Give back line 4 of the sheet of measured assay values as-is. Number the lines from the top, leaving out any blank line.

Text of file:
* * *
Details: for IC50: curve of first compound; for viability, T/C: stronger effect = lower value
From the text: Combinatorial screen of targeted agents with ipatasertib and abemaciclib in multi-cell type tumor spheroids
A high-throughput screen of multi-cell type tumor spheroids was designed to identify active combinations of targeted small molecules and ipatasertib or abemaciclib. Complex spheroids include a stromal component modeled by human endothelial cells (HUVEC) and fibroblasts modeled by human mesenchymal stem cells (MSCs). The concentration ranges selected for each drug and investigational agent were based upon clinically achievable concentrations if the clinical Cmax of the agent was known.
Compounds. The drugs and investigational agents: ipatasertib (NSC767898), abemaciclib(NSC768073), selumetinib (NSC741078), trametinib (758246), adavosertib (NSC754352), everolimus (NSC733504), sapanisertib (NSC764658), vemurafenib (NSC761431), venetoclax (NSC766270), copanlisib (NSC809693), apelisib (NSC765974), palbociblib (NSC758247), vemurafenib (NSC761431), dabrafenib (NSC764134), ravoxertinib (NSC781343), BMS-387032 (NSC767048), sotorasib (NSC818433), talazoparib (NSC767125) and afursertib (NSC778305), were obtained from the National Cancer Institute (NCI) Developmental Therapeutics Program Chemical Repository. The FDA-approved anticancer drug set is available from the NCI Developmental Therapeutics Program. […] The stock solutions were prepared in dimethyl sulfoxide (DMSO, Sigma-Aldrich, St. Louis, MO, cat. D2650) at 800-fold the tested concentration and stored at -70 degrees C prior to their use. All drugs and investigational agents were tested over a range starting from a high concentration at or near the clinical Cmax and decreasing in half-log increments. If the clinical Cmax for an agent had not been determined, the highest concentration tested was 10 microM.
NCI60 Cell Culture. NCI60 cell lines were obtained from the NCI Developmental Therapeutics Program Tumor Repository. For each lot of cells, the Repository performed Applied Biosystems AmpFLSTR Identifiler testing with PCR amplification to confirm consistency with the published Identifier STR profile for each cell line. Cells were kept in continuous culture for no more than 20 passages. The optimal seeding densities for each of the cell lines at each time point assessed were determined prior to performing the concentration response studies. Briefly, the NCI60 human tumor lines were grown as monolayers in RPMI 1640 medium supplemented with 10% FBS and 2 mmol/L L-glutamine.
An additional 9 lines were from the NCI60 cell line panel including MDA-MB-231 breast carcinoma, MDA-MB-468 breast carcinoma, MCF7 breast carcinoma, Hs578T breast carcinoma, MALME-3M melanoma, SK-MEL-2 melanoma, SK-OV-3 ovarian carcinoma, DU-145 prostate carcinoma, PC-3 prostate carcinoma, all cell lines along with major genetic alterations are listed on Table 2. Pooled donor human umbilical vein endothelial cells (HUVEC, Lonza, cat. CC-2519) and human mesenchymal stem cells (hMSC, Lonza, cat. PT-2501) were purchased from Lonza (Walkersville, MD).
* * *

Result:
Compounds. The drugs and investigational agents: ipatasertib (NSC767898), abemaciclib(NSC768073), selumetinib (NSC741078), trametinib (758246), adavosertib (NSC754352), everolimus (NSC733504), sapanisertib (NSC764658), vemurafenib (NSC761431), venetoclax (NSC766270), copanlisib (NSC809693), apelisib (NSC765974), palbociblib (NSC758247), vemurafenib (NSC761431), dabrafenib (NSC764134), ravoxertinib (NSC781343), BMS-387032 (NSC767048), sotorasib (NSC818433), talazoparib (NSC767125) and afursertib (NSC778305), were obtained from the National Cancer Institute (NCI) Developmental Therapeutics Program Chemical Repository. The FDA-approved anticancer drug set is available from the NCI Developmental Therapeutics Program. […] The stock solutions were prepared in dimethyl sulfoxide (DMSO, Sigma-Aldrich, St. Louis, MO, cat. D2650) at 800-fold the tested concentration and stored at -70 degrees C prior to their use. All drugs and investigational agents were tested over a range starting from a high concentration at or near the clinical Cmax and decreasing in half-log increments. If the clinical Cmax for an agent had not been determined, the highest concentration tested was 10 microM.